Deer Hunter: Ultimate Species
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- Last updated: 26/04/2019
The red deer is one of two native species in the UK (along with Roe), having migrated from Europe 11000 years ago. They thrived in the then forested and sparsely populated Isles for some 4000 years. Since that time, it has not always had an easy time here. From c.4000 to 2500 BC, the gradual rise in settlements and areas cleared for farming made for an ever-declining red population.
The Normans, from 1066, kept deer parks and forests specifically for hunting for 100 years, but after that brief high, red numbers declined further during the late Medieval period. The population was confined to the Scottish Highlands, the South West of England and a few other smaller pockets. In the 19th century, efforts were made to re-establish the red, by cross breeding with the larger Wapiti and introducing the species into other areas. In the late 20th century, increasing areas of forest countrywide has been a boon to red deer, which are now expanding in numbers and range, due to the under-culling of does and the colonising of large plantations north of the Scottish border.
The red is the largest deer in the UK, standing up to 137cm at the shoulder, 122cm for females. Weights for a strong stag would be around 180kg (400lbs) and 120kg (260lbs) for hinds in southern England. Hill reds in Scotland are smaller, due to harsher conditions and poorer feeding, being some 90kg and 65kg respectively. Back at the larder, a good southern stag will be around 95kg (210lbs) in the skin, a hind around 60kg (130lbs).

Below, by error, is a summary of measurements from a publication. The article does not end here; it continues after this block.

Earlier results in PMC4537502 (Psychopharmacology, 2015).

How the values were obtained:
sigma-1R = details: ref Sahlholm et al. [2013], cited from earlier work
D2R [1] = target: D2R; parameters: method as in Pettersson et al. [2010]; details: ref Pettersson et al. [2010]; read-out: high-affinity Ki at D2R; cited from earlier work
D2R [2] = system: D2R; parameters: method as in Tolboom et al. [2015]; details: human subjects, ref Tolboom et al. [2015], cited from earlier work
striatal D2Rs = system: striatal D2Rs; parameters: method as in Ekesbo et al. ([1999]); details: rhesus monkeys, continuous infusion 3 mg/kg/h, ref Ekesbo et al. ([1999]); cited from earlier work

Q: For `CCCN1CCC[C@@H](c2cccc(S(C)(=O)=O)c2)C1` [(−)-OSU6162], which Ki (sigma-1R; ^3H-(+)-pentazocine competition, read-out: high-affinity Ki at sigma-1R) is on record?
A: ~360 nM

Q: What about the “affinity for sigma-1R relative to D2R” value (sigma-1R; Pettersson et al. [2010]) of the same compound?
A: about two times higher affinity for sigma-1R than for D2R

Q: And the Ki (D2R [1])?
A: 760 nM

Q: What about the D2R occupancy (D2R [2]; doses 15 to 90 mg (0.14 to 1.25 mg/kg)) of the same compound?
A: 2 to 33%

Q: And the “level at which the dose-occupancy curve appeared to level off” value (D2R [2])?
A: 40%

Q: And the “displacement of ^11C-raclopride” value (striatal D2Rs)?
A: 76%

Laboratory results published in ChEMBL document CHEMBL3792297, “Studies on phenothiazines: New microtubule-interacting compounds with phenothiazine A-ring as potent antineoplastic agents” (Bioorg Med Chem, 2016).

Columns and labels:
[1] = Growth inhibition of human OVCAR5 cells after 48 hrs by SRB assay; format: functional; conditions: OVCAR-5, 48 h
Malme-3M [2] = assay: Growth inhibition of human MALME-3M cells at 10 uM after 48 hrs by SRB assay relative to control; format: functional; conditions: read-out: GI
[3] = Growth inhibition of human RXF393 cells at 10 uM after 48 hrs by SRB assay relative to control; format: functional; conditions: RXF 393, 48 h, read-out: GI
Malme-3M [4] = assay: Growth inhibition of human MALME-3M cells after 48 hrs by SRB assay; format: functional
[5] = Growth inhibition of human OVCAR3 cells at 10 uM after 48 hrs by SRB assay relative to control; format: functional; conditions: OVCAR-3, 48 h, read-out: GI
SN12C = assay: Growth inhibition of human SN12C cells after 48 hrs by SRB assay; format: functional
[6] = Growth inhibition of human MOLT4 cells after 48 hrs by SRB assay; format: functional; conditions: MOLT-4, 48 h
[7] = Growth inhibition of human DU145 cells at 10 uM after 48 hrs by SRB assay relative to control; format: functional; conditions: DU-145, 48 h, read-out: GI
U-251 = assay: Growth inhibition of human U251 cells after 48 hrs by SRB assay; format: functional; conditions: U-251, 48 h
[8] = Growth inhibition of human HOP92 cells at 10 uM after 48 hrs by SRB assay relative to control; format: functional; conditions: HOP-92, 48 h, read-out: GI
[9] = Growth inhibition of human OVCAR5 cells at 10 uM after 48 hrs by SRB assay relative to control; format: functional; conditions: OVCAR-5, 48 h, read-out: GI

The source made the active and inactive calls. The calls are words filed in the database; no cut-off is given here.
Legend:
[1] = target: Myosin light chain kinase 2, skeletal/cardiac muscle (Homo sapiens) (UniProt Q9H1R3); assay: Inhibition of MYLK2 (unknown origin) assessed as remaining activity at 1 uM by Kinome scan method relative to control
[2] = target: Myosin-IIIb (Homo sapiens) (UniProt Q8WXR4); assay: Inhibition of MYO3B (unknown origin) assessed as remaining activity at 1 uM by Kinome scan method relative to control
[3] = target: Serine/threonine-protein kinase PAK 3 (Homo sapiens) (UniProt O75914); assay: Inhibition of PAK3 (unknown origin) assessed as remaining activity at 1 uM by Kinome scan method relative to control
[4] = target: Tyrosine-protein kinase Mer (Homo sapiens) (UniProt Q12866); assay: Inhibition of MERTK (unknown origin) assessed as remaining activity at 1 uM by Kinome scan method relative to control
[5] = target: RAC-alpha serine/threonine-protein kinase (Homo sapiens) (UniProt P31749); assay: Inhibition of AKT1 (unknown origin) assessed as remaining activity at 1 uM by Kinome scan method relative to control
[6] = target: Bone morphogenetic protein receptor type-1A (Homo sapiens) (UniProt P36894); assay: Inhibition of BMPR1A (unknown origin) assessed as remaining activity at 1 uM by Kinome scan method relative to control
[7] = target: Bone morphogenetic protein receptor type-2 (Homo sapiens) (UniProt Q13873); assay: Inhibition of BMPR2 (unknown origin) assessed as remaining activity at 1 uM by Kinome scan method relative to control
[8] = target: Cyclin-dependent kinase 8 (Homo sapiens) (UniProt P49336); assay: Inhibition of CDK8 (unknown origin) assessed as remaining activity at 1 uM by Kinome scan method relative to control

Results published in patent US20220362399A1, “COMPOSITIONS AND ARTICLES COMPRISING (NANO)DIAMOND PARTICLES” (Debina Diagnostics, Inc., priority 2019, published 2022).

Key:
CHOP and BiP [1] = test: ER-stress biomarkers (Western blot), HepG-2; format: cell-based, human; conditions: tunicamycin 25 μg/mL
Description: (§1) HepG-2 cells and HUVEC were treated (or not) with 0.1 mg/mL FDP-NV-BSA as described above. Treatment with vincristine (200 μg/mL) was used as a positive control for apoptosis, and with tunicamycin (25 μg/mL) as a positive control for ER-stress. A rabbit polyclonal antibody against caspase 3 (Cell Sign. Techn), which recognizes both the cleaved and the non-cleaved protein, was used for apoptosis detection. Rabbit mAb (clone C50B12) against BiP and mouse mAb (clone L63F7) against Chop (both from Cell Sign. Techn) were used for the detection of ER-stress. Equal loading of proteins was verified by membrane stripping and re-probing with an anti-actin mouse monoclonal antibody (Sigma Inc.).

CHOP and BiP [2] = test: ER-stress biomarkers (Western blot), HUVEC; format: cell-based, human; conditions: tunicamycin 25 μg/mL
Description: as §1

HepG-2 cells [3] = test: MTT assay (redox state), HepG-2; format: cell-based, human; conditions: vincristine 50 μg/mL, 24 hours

The red prefers the forests and woodland in England and southern Scotland but is readily adapted to hill and open moorland. This species will eat dwarf shrubs, grasses, heather, tree shoots and agricultural crops, which puts them in conflict with farmers and foresters. Big animals, they can eat a lot, so cause considerable damage.
Colour is, unsurprisingly, a reddish brown in summer, fading to a grey brown in winter. They do not have spots as mature animals, calves lose theirs by eight months; the rump patch is creamy in colour, extending up and over the back. It’s not outlined by a black line as in the Fallow or some Sika. They stay in single sex herds until the rut, when the stag will typically roar to assert his position; hinds emit a deep bark when alarmed, but moo in a somewhat cow-like manner when looking for their calves, which bleat back. Stags grow a mane come autumn, which is kept over winter, mature examples can have huge sets of antlers at their peak of maturity.
The rut starts at the end of September, continuing through to November. Mature stags leave their single sex groups to seek and defend a group of hinds, typically 10 to 15 in number, but occasionally many more. Defending from other stags is achieved by roaring contests, parallel walking and the locking of antlers. After a gestation of 240 - 262 days, a single calf, (occasionally twins) is born from mid-May with peak births in the first two weeks of June. Weaned at four months, but may suckle for longer, woodland hinds can breed at 16 months, but hill reds do not mature so quickly, being initially fertile at just over 2 or 3 years of age. Further, hill hinds may not produce a calf every year, as their better fed cousins in the south will. A mature hind that doesn’t produce a calf is called a yeld.